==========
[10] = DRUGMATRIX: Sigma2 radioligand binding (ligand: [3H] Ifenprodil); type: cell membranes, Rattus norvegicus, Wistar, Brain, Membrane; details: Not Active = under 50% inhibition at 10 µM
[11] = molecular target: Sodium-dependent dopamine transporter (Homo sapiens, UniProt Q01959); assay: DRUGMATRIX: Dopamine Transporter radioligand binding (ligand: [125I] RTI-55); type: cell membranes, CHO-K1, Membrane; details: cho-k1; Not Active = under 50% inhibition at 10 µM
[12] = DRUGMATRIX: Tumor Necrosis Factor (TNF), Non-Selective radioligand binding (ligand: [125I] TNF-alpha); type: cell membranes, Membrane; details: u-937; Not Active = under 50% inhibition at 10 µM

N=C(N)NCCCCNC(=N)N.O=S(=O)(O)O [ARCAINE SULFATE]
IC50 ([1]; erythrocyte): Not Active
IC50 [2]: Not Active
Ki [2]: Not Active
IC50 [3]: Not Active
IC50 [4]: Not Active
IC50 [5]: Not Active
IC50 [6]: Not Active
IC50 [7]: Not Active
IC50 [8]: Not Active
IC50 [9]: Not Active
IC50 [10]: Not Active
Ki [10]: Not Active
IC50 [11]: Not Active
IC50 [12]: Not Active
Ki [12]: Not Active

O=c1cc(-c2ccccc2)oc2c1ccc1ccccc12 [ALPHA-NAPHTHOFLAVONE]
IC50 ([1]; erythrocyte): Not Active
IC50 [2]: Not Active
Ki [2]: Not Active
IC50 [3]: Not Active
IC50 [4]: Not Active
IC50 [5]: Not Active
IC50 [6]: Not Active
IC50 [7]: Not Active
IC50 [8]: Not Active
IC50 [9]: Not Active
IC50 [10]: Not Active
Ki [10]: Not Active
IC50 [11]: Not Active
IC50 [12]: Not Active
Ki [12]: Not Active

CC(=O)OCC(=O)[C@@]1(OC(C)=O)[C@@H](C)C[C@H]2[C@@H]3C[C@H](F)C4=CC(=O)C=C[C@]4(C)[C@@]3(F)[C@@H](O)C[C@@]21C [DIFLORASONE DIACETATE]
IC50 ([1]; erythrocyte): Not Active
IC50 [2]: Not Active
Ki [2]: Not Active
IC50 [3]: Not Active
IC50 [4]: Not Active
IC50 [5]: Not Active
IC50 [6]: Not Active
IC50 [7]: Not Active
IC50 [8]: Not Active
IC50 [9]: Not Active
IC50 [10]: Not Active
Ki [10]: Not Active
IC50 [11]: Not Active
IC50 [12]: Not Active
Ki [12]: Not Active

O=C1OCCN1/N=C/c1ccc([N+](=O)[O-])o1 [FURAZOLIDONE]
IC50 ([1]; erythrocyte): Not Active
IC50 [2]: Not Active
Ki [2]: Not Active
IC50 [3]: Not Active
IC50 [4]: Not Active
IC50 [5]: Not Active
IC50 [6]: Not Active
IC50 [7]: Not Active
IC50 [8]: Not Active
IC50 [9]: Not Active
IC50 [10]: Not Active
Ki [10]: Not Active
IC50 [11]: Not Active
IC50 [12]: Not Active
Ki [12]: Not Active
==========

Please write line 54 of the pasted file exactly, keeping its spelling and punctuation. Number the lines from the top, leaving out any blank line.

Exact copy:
IC50 [2]: Not Active